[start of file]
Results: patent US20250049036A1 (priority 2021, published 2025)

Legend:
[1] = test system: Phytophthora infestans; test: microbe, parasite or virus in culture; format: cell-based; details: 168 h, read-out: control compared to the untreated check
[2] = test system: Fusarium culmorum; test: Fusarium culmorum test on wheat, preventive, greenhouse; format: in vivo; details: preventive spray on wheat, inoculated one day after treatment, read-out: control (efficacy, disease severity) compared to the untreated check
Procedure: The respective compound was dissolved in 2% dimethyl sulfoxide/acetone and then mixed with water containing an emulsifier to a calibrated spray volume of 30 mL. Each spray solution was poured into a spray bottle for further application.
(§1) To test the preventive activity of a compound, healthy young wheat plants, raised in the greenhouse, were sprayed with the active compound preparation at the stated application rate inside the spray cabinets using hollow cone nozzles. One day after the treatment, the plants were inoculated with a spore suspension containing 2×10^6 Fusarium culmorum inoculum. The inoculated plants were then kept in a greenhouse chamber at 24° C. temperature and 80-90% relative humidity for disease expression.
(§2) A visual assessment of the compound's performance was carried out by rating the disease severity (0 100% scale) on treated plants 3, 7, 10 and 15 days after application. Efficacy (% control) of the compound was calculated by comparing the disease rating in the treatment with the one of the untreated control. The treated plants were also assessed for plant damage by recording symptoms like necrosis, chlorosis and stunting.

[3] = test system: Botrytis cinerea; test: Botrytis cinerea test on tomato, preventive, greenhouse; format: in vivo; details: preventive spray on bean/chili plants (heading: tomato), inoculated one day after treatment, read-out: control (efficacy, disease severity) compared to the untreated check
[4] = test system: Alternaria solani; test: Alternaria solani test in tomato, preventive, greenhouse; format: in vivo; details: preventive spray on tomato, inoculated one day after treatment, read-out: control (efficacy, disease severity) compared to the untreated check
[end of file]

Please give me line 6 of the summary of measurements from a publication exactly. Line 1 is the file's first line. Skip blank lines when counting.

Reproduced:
(§1) To test the preventive activity of a compound, healthy young wheat plants, raised in the greenhouse, were sprayed with the active compound preparation at the stated application rate inside the spray cabinets using hollow cone nozzles. One day after the treatment, the plants were inoculated with a spore suspension containing 2×10^6 Fusarium culmorum inoculum. The inoculated plants were then kept in a greenhouse chamber at 24° C. temperature and 80-90% relative humidity for disease expression.